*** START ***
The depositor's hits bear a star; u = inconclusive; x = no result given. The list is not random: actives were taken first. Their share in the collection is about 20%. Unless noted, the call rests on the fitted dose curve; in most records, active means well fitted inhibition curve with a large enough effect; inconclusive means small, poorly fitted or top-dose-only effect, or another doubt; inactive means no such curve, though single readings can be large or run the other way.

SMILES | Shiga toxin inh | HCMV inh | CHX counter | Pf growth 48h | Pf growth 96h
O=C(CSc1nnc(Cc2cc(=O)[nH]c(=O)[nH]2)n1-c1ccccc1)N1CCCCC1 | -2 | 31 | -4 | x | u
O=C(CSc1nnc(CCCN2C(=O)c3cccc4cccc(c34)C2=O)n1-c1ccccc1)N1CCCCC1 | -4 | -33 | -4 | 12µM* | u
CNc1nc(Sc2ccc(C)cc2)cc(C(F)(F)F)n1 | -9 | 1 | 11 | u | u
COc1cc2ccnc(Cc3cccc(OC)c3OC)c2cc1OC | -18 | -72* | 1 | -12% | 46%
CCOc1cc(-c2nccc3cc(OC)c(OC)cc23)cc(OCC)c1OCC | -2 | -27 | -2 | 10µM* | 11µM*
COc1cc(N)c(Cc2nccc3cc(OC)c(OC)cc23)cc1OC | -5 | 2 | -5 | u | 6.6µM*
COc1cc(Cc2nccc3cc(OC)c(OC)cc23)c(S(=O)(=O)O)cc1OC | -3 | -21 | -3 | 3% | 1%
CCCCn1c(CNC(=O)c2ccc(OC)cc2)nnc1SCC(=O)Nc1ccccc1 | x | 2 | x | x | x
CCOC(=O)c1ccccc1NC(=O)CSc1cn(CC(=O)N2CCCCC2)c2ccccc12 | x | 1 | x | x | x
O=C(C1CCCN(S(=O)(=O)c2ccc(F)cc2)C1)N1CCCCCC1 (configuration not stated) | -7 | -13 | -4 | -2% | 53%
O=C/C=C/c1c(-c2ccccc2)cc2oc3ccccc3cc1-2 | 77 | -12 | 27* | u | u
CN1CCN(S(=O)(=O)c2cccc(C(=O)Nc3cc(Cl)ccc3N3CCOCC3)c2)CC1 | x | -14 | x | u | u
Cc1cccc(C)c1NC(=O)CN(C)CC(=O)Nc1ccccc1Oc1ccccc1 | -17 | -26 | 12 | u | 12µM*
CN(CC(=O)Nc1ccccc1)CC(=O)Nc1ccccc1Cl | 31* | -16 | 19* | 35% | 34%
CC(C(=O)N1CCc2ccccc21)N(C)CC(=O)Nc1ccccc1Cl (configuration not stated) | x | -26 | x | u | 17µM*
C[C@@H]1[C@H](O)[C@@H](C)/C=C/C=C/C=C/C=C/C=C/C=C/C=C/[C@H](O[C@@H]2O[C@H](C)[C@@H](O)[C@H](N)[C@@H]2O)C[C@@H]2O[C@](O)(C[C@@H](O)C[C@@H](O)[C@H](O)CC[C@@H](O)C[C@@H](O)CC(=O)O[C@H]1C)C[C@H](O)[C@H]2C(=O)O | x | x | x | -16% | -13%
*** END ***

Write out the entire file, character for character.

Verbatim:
The depositor's hits bear a star; u = inconclusive; x = no result given. The list is not random: actives were taken first. Their share in the collection is about 20%. Unless noted, the call rests on the fitted dose curve; in most records, active means well fitted inhibition curve with a large enough effect; inconclusive means small, poorly fitted or top-dose-only effect, or another doubt; inactive means no such curve, though single readings can be large or run the other way.

SMILES | Shiga toxin inh | HCMV inh | CHX counter | Pf growth 48h | Pf growth 96h
O=C(CSc1nnc(Cc2cc(=O)[nH]c(=O)[nH]2)n1-c1ccccc1)N1CCCCC1 | -2 | 31 | -4 | x | u
O=C(CSc1nnc(CCCN2C(=O)c3cccc4cccc(c34)C2=O)n1-c1ccccc1)N1CCCCC1 | -4 | -33 | -4 | 12µM* | u
CNc1nc(Sc2ccc(C)cc2)cc(C(F)(F)F)n1 | -9 | 1 | 11 | u | u
COc1cc2ccnc(Cc3cccc(OC)c3OC)c2cc1OC | -18 | -72* | 1 | -12% | 46%
CCOc1cc(-c2nccc3cc(OC)c(OC)cc23)cc(OCC)c1OCC | -2 | -27 | -2 | 10µM* | 11µM*
COc1cc(N)c(Cc2nccc3cc(OC)c(OC)cc23)cc1OC | -5 | 2 | -5 | u | 6.6µM*
COc1cc(Cc2nccc3cc(OC)c(OC)cc23)c(S(=O)(=O)O)cc1OC | -3 | -21 | -3 | 3% | 1%
CCCCn1c(CNC(=O)c2ccc(OC)cc2)nnc1SCC(=O)Nc1ccccc1 | x | 2 | x | x | x
CCOC(=O)c1ccccc1NC(=O)CSc1cn(CC(=O)N2CCCCC2)c2ccccc12 | x | 1 | x | x | x
O=C(C1CCCN(S(=O)(=O)c2ccc(F)cc2)C1)N1CCCCCC1 (configuration not stated) | -7 | -13 | -4 | -2% | 53%
O=C/C=C/c1c(-c2ccccc2)cc2oc3ccccc3cc1-2 | 77 | -12 | 27* | u | u
CN1CCN(S(=O)(=O)c2cccc(C(=O)Nc3cc(Cl)ccc3N3CCOCC3)c2)CC1 | x | -14 | x | u | u
Cc1cccc(C)c1NC(=O)CN(C)CC(=O)Nc1ccccc1Oc1ccccc1 | -17 | -26 | 12 | u | 12µM*
CN(CC(=O)Nc1ccccc1)CC(=O)Nc1ccccc1Cl | 31* | -16 | 19* | 35% | 34%
CC(C(=O)N1CCc2ccccc21)N(C)CC(=O)Nc1ccccc1Cl (configuration not stated) | x | -26 | x | u | 17µM*
C[C@@H]1[C@H](O)[C@@H](C)/C=C/C=C/C=C/C=C/C=C/C=C/C=C/[C@H](O[C@@H]2O[C@H](C)[C@@H](O)[C@H](N)[C@@H]2O)C[C@@H]2O[C@](O)(C[C@@H](O)C[C@@H](O)[C@H](O)CC[C@@H](O)C[C@@H](O)CC(=O)O[C@H]1C)C[C@H](O)[C@H]2C(=O)O | x | x | x | -16% | -13%